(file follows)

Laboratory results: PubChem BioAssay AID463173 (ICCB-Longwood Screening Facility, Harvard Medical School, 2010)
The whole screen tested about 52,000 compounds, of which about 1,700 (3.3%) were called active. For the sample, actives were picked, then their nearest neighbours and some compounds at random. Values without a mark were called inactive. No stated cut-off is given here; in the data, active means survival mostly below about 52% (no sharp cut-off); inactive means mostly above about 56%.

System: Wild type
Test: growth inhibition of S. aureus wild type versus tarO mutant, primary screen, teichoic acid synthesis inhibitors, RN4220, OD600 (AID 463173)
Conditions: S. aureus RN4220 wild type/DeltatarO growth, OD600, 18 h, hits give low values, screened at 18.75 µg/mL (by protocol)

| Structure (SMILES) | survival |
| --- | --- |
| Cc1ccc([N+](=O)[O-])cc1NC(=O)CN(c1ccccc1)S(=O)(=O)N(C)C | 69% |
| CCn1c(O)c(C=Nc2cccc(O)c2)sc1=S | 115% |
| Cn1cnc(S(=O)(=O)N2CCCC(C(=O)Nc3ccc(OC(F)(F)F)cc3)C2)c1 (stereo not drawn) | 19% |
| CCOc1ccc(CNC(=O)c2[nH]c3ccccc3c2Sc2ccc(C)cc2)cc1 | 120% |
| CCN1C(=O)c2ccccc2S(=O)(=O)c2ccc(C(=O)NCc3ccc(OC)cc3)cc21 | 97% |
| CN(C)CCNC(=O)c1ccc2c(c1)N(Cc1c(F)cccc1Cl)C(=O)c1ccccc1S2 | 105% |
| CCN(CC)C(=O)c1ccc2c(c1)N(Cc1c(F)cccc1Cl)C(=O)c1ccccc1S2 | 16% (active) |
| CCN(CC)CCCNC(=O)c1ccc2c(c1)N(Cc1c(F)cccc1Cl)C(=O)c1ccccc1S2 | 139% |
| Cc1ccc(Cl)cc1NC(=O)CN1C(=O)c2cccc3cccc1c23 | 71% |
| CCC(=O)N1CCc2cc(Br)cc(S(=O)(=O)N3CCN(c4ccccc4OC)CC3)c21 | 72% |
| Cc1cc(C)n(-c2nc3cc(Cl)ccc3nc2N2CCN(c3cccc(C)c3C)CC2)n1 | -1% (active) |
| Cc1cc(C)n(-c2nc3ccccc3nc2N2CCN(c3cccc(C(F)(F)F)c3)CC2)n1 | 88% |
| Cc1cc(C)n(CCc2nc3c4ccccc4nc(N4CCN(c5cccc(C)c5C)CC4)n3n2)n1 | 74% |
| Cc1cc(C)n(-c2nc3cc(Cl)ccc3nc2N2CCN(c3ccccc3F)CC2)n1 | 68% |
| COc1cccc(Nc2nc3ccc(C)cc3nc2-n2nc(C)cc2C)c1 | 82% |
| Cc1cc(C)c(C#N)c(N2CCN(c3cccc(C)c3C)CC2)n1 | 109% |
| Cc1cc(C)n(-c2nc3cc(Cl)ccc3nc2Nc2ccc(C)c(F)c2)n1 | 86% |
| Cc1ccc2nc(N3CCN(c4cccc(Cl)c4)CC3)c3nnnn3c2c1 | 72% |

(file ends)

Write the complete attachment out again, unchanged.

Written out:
Laboratory results: PubChem BioAssay AID463173 (ICCB-Longwood Screening Facility, Harvard Medical School, 2010)
The whole screen tested about 52,000 compounds, of which about 1,700 (3.3%) were called active. For the sample, actives were picked, then their nearest neighbours and some compounds at random. Values without a mark were called inactive. No stated cut-off is given here; in the data, active means survival mostly below about 52% (no sharp cut-off); inactive means mostly above about 56%.

System: Wild type
Test: growth inhibition of S. aureus wild type versus tarO mutant, primary screen, teichoic acid synthesis inhibitors, RN4220, OD600 (AID 463173)
Conditions: S. aureus RN4220 wild type/DeltatarO growth, OD600, 18 h, hits give low values, screened at 18.75 µg/mL (by protocol)

| Structure (SMILES) | survival |
| --- | --- |
| Cc1ccc([N+](=O)[O-])cc1NC(=O)CN(c1ccccc1)S(=O)(=O)N(C)C | 69% |
| CCn1c(O)c(C=Nc2cccc(O)c2)sc1=S | 115% |
| Cn1cnc(S(=O)(=O)N2CCCC(C(=O)Nc3ccc(OC(F)(F)F)cc3)C2)c1 (stereo not drawn) | 19% |
| CCOc1ccc(CNC(=O)c2[nH]c3ccccc3c2Sc2ccc(C)cc2)cc1 | 120% |
| CCN1C(=O)c2ccccc2S(=O)(=O)c2ccc(C(=O)NCc3ccc(OC)cc3)cc21 | 97% |
| CN(C)CCNC(=O)c1ccc2c(c1)N(Cc1c(F)cccc1Cl)C(=O)c1ccccc1S2 | 105% |
| CCN(CC)C(=O)c1ccc2c(c1)N(Cc1c(F)cccc1Cl)C(=O)c1ccccc1S2 | 16% (active) |
| CCN(CC)CCCNC(=O)c1ccc2c(c1)N(Cc1c(F)cccc1Cl)C(=O)c1ccccc1S2 | 139% |
| Cc1ccc(Cl)cc1NC(=O)CN1C(=O)c2cccc3cccc1c23 | 71% |
| CCC(=O)N1CCc2cc(Br)cc(S(=O)(=O)N3CCN(c4ccccc4OC)CC3)c21 | 72% |
| Cc1cc(C)n(-c2nc3cc(Cl)ccc3nc2N2CCN(c3cccc(C)c3C)CC2)n1 | -1% (active) |
| Cc1cc(C)n(-c2nc3ccccc3nc2N2CCN(c3cccc(C(F)(F)F)c3)CC2)n1 | 88% |
| Cc1cc(C)n(CCc2nc3c4ccccc4nc(N4CCN(c5cccc(C)c5C)CC4)n3n2)n1 | 74% |
| Cc1cc(C)n(-c2nc3cc(Cl)ccc3nc2N2CCN(c3ccccc3F)CC2)n1 | 68% |
| COc1cccc(Nc2nc3ccc(C)cc3nc2-n2nc(C)cc2C)c1 | 82% |
| Cc1cc(C)c(C#N)c(N2CCN(c3cccc(C)c3C)CC2)n1 | 109% |
| Cc1cc(C)n(-c2nc3cc(Cl)ccc3nc2Nc2ccc(C)c(F)c2)n1 | 86% |
| Cc1ccc2nc(N3CCN(c4cccc(Cl)c4)CC3)c3nnnn3c2c1 | 72% |